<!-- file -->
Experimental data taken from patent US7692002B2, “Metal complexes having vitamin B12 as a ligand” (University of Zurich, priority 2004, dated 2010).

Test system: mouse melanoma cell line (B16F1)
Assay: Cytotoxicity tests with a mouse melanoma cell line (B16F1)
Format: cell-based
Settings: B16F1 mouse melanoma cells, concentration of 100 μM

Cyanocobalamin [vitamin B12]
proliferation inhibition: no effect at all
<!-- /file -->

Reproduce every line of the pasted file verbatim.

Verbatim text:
Experimental data taken from patent US7692002B2, “Metal complexes having vitamin B12 as a ligand” (University of Zurich, priority 2004, dated 2010).

Test system: mouse melanoma cell line (B16F1)
Assay: Cytotoxicity tests with a mouse melanoma cell line (B16F1)
Format: cell-based
Settings: B16F1 mouse melanoma cells, concentration of 100 μM

Cyanocobalamin [vitamin B12]
proliferation inhibition: no effect at all